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Researchers release concerning new poll about the Great Salt Lake: 'It's not time for us to give up'

The lake featured a troublesome sign that hasn't been seen as long as scientists have monitored it.

Researchers release concerning new poll about the Great Salt Lake

Photo Credit: Kristin Murphy

Salt Lake City, the capital of Utah, is named after the Great Salt Lake, the largest inland body of salt water in the western half of the globe. 

Unfortunately, the Great Salt Lake has suffered greatly from years of drought, and while this year's heavy snow and rain have raised the water level, the lake remains in danger. 

However, a recent poll showed that fewer Utah residents are concerned about the lake than before — a fact that could make it harder to take water-saving measures.

What's happening with the Great Salt Lake?

In January, a group of researchers presented a report saying that if the Great Salt Lake didn't get a huge amount of water by 2024, it could disappear within the next five years.

As Great Salt Lake Collaborative pointed out, the lake was at its lowest water level since monitoring began 175 years ago. Larger boats had to be removed from the lake because it wasn't deep enough for them anymore.

Now, water from Utah's melting snowpack has raised the lake's level by about five feet, Great Salt Lake Collaborative reported — enough to invite those boats back. However, the lake is still much lower than its historic level, and experts remain concerned.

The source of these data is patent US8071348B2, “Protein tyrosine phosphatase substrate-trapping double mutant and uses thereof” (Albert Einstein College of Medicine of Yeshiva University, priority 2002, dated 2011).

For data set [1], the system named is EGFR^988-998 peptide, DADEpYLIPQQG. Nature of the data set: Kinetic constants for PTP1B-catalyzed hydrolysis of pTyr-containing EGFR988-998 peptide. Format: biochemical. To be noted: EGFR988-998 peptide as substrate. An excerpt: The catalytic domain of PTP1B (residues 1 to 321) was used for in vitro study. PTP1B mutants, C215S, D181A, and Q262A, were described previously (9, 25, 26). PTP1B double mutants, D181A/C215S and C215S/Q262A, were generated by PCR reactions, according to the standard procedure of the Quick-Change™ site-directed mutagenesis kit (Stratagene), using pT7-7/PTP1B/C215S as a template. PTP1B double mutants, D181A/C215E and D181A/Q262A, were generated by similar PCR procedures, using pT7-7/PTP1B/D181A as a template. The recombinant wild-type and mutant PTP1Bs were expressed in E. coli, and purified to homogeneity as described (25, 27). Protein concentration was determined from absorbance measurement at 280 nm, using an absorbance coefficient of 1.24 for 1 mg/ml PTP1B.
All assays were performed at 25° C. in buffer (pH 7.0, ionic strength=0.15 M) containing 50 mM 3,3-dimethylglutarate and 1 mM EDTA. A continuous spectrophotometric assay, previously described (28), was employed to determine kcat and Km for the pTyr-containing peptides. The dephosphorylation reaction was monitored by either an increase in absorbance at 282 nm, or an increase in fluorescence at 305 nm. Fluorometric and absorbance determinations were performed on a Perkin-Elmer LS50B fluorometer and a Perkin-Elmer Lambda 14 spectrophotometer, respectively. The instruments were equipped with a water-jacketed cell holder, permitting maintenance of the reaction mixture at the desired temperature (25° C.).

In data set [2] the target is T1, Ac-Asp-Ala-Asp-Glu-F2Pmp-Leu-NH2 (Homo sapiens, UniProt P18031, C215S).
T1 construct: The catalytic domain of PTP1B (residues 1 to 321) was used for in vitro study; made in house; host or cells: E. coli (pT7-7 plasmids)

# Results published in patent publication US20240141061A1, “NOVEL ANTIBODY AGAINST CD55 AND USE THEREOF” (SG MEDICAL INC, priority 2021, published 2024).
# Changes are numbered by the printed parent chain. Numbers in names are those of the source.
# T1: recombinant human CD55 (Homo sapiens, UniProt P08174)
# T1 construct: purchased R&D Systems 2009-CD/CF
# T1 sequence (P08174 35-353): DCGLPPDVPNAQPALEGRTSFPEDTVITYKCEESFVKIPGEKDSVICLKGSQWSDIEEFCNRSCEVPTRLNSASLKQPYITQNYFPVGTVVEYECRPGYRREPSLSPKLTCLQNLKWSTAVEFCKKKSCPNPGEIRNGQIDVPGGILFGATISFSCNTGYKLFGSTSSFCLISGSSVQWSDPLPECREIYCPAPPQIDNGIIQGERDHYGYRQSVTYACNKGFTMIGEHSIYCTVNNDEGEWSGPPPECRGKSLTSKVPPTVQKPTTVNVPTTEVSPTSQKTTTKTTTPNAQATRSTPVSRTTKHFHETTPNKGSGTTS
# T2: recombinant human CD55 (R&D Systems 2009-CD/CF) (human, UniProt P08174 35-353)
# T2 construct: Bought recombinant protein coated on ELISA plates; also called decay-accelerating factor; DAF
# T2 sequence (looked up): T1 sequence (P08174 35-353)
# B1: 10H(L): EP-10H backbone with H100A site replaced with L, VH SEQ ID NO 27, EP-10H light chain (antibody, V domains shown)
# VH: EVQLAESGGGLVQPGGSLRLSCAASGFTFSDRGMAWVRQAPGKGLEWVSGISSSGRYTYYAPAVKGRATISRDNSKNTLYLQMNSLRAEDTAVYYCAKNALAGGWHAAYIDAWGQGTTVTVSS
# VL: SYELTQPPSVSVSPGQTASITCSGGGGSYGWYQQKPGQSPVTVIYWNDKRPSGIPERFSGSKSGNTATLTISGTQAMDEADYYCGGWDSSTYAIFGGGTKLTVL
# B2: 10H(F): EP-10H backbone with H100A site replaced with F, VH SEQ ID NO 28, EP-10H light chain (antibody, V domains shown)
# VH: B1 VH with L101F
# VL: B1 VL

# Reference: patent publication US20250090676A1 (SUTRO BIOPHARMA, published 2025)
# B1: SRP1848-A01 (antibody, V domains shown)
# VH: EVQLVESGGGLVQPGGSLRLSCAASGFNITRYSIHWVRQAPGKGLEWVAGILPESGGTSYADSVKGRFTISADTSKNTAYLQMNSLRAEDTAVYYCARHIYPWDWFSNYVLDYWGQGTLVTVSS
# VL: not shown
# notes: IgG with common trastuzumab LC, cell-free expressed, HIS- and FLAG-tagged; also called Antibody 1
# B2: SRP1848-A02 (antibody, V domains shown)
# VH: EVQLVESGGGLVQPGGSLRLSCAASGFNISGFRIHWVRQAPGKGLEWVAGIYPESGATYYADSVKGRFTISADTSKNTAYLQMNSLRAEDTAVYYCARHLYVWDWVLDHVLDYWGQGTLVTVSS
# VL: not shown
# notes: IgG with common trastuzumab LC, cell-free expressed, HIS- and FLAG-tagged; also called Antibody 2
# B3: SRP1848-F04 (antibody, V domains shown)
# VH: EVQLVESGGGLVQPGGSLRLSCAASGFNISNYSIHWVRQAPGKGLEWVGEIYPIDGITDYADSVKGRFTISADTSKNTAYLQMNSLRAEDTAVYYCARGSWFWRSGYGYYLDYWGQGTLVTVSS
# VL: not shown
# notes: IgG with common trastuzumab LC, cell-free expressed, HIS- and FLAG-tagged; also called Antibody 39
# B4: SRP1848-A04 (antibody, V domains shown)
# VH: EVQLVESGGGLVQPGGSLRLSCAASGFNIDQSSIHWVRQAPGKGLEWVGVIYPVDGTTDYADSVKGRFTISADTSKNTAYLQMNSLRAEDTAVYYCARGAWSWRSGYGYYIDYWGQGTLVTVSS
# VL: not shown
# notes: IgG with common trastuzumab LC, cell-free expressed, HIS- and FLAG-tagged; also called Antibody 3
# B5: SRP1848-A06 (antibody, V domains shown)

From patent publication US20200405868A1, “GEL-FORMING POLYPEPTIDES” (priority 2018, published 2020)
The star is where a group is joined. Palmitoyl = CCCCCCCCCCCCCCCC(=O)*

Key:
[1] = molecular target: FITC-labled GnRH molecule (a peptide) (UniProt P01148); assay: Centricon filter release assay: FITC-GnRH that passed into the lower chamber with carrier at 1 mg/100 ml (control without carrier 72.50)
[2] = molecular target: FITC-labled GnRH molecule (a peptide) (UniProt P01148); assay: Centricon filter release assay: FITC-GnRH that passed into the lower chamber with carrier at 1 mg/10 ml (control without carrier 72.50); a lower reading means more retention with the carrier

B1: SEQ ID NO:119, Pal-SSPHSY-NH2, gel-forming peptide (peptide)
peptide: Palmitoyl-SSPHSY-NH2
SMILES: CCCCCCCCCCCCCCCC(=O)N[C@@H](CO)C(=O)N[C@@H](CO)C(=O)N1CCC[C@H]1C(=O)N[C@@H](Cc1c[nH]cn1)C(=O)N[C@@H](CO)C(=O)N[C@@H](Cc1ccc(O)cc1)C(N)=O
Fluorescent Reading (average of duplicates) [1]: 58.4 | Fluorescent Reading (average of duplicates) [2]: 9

Most Utah residents are also concerned, according to the new poll, which was a joint effort between Deseret News and the Hinckley Institute of Politics. According to the poll, 74% of residents are still worried about the lake.

However, Great Salt Lake Collaborative reported that that number is down from 80% last year.

Why does this result matter?

The Great Salt Lake is vital to Utah's people and wildlife. Industries like mining and aquaculture depend on the water from the lake. Also, because it's so full of minerals, it leaves behind fine, toxic dust when it dries, which damages the air quality and causes health problems for people.

Meanwhile, the report from January indicates that the lake drying up would harm local wildlife and migrating birds.

Saving the Great Salt Lake depends on measures like water conservation. The more people are willing to help, the better the chances of success. If fewer people are concerned about the lake, as this recent poll showed, then the remaining supporters will have an uphill battle.

"I think there's a tendency when we have a good water year for people to think that the problems are solved," the new Great Salt Lake Commissioner, Brian Steed, told Great Salt Lake Collaborative.

"Unfortunately on the Great Salt Lake, that one good water year was preceded by many, many bad water years," Steed continued. "In order to get out of that deficit, it is going to take more than one good year, so it's not time for us to give up on water conservation."

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